TORONTO - Ontario's Metis population face a significantly higher cancer risk than the province's non-aboriginals and require culturally-sensitive prevention programs, says a new study.
The joint report from Cancer Care Ontario and the Metis Nation of Ontario released Wednesday outlines the aboriginal group's cancer risk factors including higher rates of smoking, alcohol consumption and obesity.
The report's authors said the smoking rates are of specific concern, particularly the number of teens and young adults who have taken up the habit.
They found that 17 per cent of Metis teens smoke, compared to just eight per cent of non-aboriginal teens - and 47 per cent of Metis adults in their 20s smoke compared to 27 per cent of non-aboriginals in the same age bracket.
Dr. Loraine Marrett, a senior scientist at Cancer Care Ontario, said in an interview that researchers combined six years of sample surveys from Statistics Canada on the lifestyle factors that play the largest role in cancer risk.
"We got to the point where we had enough years of data where we put a bunch of annual surveys together and we had enough numbers where we could look at the Metis in Ontario on their own," she said.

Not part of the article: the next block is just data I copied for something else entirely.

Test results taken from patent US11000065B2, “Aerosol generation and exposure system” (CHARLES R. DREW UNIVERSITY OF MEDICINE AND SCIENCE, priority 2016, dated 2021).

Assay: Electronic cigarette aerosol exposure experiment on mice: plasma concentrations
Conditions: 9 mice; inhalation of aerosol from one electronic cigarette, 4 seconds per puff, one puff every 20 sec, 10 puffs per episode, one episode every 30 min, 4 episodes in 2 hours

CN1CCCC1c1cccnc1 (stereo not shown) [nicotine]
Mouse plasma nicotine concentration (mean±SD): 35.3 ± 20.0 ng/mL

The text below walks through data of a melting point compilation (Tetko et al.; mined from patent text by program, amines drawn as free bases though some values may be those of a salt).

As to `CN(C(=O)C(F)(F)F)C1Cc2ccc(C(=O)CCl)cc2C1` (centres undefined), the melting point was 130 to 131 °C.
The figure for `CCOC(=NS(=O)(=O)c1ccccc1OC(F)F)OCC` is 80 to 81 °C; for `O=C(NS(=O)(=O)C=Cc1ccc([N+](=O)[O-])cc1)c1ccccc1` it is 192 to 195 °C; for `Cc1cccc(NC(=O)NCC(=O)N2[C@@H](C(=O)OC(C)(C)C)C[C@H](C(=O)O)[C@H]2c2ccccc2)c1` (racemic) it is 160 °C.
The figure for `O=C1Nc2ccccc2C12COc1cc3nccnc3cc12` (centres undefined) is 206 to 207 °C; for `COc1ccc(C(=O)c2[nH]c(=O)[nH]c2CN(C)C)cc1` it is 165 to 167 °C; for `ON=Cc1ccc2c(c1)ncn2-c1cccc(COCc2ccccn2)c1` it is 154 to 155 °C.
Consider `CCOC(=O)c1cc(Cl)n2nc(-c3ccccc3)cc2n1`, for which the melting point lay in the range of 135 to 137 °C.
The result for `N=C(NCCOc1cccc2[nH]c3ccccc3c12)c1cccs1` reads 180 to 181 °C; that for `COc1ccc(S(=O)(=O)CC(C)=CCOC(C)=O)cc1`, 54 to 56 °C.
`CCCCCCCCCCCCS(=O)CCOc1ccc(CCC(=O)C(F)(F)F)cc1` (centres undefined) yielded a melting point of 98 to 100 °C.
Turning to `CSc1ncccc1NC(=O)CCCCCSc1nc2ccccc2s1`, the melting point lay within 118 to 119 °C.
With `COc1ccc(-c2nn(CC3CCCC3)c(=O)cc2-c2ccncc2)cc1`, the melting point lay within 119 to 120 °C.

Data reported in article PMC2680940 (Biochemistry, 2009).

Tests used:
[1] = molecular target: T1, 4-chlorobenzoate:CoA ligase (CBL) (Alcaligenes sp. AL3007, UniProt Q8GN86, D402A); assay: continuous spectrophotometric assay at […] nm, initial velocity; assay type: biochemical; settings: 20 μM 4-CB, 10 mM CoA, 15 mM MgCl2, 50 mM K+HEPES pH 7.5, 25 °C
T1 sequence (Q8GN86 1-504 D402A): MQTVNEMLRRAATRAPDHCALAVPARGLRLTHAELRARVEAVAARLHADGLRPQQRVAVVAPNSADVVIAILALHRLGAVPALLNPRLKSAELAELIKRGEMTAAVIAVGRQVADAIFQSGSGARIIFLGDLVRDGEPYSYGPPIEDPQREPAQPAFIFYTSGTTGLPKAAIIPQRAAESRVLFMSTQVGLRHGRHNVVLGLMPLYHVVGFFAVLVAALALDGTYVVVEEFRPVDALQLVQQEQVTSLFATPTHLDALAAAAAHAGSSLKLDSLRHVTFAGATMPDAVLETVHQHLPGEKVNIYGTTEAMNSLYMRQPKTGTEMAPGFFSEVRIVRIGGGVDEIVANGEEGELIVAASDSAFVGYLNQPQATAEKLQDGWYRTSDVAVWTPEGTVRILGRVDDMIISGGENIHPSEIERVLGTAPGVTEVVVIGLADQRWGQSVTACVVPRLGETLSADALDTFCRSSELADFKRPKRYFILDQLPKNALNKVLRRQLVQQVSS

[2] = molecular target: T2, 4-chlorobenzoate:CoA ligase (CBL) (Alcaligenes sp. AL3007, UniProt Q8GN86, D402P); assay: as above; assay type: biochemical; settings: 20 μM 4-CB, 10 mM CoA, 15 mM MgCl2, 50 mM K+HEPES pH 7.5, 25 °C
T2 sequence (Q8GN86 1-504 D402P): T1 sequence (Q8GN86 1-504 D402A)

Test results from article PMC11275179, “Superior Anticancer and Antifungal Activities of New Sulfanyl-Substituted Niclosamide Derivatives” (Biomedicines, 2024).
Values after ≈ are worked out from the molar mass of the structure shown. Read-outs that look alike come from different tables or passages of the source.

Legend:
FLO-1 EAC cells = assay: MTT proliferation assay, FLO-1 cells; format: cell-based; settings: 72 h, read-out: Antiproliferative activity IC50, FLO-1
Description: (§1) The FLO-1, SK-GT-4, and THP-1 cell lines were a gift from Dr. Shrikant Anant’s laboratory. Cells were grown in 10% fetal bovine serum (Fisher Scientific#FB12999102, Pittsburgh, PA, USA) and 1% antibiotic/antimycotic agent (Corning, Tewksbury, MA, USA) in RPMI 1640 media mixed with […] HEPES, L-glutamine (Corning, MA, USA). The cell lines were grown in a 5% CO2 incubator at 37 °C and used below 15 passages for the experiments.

"It was really (prompted by) the lack of information that we have about cancer and cancer risk within the Metis community.''
The Ontario Cancer Registry tracks diagnoses and deaths from the disease, but does not include race or ethnicity data, and many aboriginal-specific cancer studies are generalized.
Wenda Watteyne, Metis Nation of Ontario's director of healing and wellness, said the numbers are considerable cause for concern and have prompted the organization to put out a call to action on reducing commercial tobacco use.
"The smoking rates, we knew were high, but we didn't know the extent of it," she said.
"So there's a lot of work to do."
She said the Metis Nation of Ontario will now work with various health and government organizations to realize some culture-based preventative programs - which she said could include anything from bringing different Metis communities together, to learning about the traditional aboriginal uses of tobacco.
The groups will also work together to find new ways to promote cancer screening, and to understand the role of factors such as poverty and people's distance from urban centres.
Watteyne said her organization considers the report to be "landmark" given the historic lack of specific data on Metis people.
"It's important for policy developers and decision-makers to be aware of the very specific needs in terms of the Metis community," she said.
"You can't assume that the risk factors and circumstances are the same as First Nations or Inuit people, let alone non-aboriginal members of the population."
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